Cambridge Public Library
1888 building (photo 2012)
|Architect||Van Brunt & Howe (1888)|
William Rawn Associates (2009)
|NRHP reference No.||82001931|
|Added to NRHP||April 13, 1982|
In fiscal year 2014, the city of Cambridge spent 1.63% ($7,064,381) of its budget on the library, $66 per person.
The main building of the Cambridge Public Library is an historic library building at 449 Broadway. It was built in 1888 with land and full construction funding donated by Frederick H. Rindge, a Cambridge native and philanthropist. Its Richardsonian Romanesque design was by Van Brunt & Howe. The building was added to the National Register of Historic Places in 1982.
A $90 million expansion and renovation of the library, led by the Boston architectural firms William Rawn Associates and Ann Beha Architects, opened on November 8, 2009. The new addition more than triples the square footage of the building, and is the first building in the US to make use of European Double-Skin Curtainwall technology. Architectural drawings and construction photos are available here. During most of the construction, the library collection had been relocated to the Longfellow School.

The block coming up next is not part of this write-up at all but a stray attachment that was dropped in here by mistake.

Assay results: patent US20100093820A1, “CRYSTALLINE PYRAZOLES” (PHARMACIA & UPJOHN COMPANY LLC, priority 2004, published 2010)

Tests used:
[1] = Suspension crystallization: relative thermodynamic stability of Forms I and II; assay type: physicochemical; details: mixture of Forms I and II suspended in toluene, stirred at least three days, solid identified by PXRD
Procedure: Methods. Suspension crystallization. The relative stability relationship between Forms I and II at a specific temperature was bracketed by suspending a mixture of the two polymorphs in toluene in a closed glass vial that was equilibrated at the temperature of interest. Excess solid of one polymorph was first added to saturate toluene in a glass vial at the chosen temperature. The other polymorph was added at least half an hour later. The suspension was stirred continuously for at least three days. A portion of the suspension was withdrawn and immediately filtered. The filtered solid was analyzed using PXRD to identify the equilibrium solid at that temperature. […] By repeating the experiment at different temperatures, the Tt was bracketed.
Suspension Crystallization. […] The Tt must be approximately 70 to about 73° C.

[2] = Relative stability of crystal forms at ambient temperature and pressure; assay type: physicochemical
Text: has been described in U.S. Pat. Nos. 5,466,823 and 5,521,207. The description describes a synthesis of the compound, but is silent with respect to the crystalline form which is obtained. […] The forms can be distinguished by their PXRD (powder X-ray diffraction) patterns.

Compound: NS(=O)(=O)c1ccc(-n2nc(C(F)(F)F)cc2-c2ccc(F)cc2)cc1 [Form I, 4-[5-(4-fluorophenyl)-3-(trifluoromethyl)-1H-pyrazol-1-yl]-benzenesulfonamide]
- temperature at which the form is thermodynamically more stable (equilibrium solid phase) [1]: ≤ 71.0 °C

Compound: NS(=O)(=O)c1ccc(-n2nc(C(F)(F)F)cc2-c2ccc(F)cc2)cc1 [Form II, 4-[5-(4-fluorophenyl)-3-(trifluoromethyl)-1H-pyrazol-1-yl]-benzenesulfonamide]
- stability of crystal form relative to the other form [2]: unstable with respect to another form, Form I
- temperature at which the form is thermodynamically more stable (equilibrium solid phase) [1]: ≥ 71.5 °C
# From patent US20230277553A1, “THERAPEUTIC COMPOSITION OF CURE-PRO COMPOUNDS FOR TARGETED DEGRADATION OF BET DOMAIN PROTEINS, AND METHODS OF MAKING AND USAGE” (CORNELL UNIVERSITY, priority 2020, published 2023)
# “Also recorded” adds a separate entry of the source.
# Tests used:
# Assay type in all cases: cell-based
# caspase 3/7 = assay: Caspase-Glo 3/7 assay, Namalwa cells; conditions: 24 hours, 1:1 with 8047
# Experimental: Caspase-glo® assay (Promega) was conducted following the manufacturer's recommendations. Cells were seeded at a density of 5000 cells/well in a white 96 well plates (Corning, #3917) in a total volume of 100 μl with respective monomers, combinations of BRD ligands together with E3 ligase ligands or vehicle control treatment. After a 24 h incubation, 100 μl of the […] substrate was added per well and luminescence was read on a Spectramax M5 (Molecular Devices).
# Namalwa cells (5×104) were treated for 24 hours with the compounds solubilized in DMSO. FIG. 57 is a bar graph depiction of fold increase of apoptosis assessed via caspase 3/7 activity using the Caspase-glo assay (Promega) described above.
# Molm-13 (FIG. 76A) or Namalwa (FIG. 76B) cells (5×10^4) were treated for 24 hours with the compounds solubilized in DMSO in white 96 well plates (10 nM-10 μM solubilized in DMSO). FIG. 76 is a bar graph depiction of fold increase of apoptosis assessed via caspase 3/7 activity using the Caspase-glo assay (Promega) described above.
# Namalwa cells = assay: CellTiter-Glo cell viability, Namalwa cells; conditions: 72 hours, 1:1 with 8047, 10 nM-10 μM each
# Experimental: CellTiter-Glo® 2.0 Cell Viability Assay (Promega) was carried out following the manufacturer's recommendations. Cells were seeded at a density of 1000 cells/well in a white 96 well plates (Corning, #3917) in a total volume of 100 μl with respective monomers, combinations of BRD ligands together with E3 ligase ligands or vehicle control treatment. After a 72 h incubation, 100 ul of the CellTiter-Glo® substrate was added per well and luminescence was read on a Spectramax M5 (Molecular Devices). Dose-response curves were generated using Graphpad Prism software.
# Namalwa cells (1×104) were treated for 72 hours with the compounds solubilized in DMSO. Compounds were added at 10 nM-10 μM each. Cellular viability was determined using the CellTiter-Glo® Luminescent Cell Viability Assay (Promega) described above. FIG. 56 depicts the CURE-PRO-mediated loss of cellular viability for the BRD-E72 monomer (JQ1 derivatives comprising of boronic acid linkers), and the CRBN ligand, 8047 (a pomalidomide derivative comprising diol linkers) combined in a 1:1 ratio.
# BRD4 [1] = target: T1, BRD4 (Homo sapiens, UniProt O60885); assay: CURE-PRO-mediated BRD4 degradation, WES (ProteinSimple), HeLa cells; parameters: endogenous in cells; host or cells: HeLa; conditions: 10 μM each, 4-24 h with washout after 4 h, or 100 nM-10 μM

Prior to the renovation of the main library, the library was home to a scale model of the planet Saturn in the Boston Museum of Science's community-wide solar system model. Saturn was located just outside the portion of the building that housed the old stacks, roughly where the computer workstation sign-in table is currently located. The Saturn model was packed up and shipped back to the Museum of Science and was not positioned at the reopened renovated library. Other locations in Cambridge that still have models in the historic nine planet series are the Royal Sonesta Hotel (home of Earth) and the Cambridgeside Galleria mall (home of Mars).
The Cambridge Public Library developed out of the Cambridge Athenaeum, which was founded in 1849 as "a lyceum, public library, and reading room with a building on the corner of Massachusetts Avenue and Pleasant Street where Cambridge residents could borrow books at the cost of one dollar per year.
The City of Cambridge acquired the Cambridge Athenaeum in 1858 and renamed it the Dana Library for use as a city hall and a public library. By 1866 the Library moved to the corner of Massachusetts Avenue and Temple Street. In 1874, the library became free to the public and was renamed the Cambridge Public. The main building of the Cambridge Public Library at 449 Broadway was built in 1888.
Six smaller neighborhood branch libraries are scattered throughout the City of Cambridge. These are:
The Saturn model was brought back to the Museum of Science when the Cambridge library closed, and is currently in storage. Since the Saturn and Neptune models are not available, we revised the Community Solar System passport to give credit for those planets.
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